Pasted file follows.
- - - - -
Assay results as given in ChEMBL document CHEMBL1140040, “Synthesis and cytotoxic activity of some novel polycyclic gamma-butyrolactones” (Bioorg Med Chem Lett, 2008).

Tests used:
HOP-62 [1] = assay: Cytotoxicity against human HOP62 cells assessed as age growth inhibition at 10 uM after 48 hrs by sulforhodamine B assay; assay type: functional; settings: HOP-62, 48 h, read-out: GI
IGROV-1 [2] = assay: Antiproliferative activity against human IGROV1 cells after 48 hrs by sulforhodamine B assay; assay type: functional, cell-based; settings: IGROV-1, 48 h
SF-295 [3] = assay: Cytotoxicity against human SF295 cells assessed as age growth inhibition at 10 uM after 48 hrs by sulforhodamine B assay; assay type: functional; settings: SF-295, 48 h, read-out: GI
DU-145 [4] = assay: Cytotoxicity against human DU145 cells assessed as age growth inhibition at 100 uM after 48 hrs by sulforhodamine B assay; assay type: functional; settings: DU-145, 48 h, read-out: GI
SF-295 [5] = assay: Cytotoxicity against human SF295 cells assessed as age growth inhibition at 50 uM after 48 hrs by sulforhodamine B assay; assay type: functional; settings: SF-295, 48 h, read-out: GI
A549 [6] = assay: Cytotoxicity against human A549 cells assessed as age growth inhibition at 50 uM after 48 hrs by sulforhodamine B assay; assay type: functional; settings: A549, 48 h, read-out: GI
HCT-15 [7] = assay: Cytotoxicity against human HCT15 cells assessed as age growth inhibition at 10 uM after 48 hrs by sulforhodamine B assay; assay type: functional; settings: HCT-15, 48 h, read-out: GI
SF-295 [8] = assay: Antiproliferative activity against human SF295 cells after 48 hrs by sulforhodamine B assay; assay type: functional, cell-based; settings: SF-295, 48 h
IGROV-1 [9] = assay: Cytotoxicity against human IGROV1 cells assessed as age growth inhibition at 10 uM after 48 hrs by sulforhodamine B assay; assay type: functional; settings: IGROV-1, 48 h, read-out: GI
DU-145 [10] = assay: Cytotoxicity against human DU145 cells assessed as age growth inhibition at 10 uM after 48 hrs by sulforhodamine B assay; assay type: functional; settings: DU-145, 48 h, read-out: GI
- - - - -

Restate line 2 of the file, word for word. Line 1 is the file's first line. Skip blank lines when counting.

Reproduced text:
Tests used: